Willett has bottled many fine bourbons for years (including Willett Family Estate, Old Bardstown, Noah’s Mill, Johnny Drum, Rowan’s Creek, and others). But the distillery stopped distilling whiskey in the early 1980s and didn’t resume until January 2012. Prior to very recently, all of Willett’s bourbons were bought from other distilleries, even if they were aged and bottled at Willett.

The new bottles clearly state they are “distilled and bottled at the Willett distillery.” Given that Willett didn’t fire up its still until January 2012, we know both are barely over four years old (if it was less than four years, it would have to be disclosed). Beyond some Family Estate Rye and bourbon sold mostly through Willett’s gift shop, these are the first bottles to be sold from that Willett distillate. Currently, these bourbons are only for sale in the state of Kentucky. As production ramps up, though, I’d expect them to become available more widely.

The Old Bardstown Bourbon is a dark color for a relatively young bourbon and features a nose with maple sugar and damp cardboard. On the palate, the whiskey shows wood, toasted cereal grain, and malty sweetness. The finish is light with wood spice and eucalyptus.

Old Bardstown Bottled-in-Bond Bourbon features a nose of ethanol, mint, and rock sugar candy. On the palate is burnt corn, rubber, tea, and some bitter green wood. The finish shows even more tea and rubber along with some burnt sugar.

I was shocked to discover I greatly preferred the 90-proof version to the bottled-in-bond 100-proof version, but I can only speculate that the lower proof smooths over some of the rough edges that come from only four years in the barrel. In either format, Old Bardstown shows the promise of the new Willett distillate, especially after it spends a few more years aging. Right now, try it neat, but know that the price means you won’t feel guilty using it in a cocktail.

As for cigars, I’d recommend a full-bodied, earthy smoke to offset some of the unbalanced aspects of Old Bardstown. Specifically, smoke the Drew Estate Liga Privada Único Serie Velvet Rat, El Güegüense Robusto, Montecristo Sublime Edición Limitada 2008 (Cuban), Tatuaje Black, or Warped Futuro Selección Suprema.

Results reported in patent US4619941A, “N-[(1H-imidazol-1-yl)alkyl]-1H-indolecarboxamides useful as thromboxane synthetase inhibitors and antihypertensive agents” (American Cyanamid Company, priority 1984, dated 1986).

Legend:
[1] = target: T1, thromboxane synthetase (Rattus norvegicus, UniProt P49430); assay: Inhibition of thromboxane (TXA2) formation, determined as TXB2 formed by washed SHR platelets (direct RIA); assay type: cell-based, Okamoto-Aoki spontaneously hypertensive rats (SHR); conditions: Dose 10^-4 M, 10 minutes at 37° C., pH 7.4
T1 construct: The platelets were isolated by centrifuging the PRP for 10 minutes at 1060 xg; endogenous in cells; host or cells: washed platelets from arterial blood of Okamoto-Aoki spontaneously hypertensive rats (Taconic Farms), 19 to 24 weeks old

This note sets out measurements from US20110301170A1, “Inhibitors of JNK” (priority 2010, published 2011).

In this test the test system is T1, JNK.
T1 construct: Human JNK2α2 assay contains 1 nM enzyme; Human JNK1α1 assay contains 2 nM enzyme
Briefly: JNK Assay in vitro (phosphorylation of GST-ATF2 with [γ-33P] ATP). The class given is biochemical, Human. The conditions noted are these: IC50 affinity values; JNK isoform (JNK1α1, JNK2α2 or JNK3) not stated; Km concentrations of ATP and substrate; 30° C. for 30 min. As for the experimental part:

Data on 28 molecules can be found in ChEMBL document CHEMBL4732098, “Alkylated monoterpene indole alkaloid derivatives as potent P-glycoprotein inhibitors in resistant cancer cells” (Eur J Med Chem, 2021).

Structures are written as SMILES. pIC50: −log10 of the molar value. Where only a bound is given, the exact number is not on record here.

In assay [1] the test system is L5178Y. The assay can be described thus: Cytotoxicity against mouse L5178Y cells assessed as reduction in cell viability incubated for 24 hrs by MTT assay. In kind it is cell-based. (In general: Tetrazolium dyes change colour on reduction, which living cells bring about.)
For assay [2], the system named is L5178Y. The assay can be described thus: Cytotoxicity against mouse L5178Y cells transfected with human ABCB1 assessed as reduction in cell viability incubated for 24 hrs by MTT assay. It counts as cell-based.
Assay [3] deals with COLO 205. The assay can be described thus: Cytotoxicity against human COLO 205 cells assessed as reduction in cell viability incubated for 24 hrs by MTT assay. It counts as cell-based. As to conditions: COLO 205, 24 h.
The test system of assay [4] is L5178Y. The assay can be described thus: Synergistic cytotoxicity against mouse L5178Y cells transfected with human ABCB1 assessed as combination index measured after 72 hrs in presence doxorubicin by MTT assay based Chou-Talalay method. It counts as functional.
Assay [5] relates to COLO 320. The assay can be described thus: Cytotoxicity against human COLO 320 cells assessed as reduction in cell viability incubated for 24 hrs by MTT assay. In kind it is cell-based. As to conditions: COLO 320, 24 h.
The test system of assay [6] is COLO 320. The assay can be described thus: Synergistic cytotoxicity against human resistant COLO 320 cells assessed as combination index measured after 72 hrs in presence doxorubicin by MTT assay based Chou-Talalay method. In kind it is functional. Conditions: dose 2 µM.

Patrick S

photo credit: Stogie Guys

Commentary: How Will Castro’s Death Impact Cigars?

28 Nov 2016

fidel

By now you most assuredly know that Fidel Castro—the communist revolutionary who overthrew Cuban President Fulgencio Batista via guerrilla warfare in 1959 and ruled the island nation as a totalitarian dictator until 2006, when he installed his brother at the helm—died on Friday, November 25. He was 90 years old.

Castro’s legacy will be a complicated one. The myriad narratives will be shaped by the biases of the authors who document his life, and by the millions of people who will either mourn or celebrate his demise. These threads of opinion will not abide national boundaries, either; consider that, even among Cubans themselves, there will be those who benefited from Castro’s socialist state, while others did not fare so well.

Those who lost their businesses, land, homes, and even family members will not remember El Presidente fondly. I don’t need to remind you that human rights violations were—and still are—not uncommon under the Castro regime. Consider the following summary of Fidel’s time in power, courtesy of the Washington Post: “It began with mass summary executions of Batista officials and soon progressed to internment of thousands of gay men and lesbians; systematic, block-by-block surveillance of the entire citizenry; repeated purges, complete with show trials and executions, of the ruling party; and punishment for dissident artists, writers, and journalists. Mr. Castro’s regime learned from the totalitarian patron he chose to offset the U.S. adversary—the Soviet Union, whose offensive nuclear missiles he welcomed, bringing the world to the brink of armageddon. Mr. Castro sponsored violent subversive movements in half a dozen Latin American countries and even in his dotage helped steer Venezuela to economic and political catastrophe through his patronage of Hugo Chávez.”

I have my own biases about Fidel Castro. While I do not harbor any personal connection to Cuba, I believe humans flourish in free societies, and the proper role of government is to be limited in power and scope, enabling individuals and businesses to interact with one another on voluntary terms. Cuba lies but 90 miles from America’s shores, yet it serves as a tragic example of the impacts of a politically and economically overarching government. You will not count me among those mourning Castro.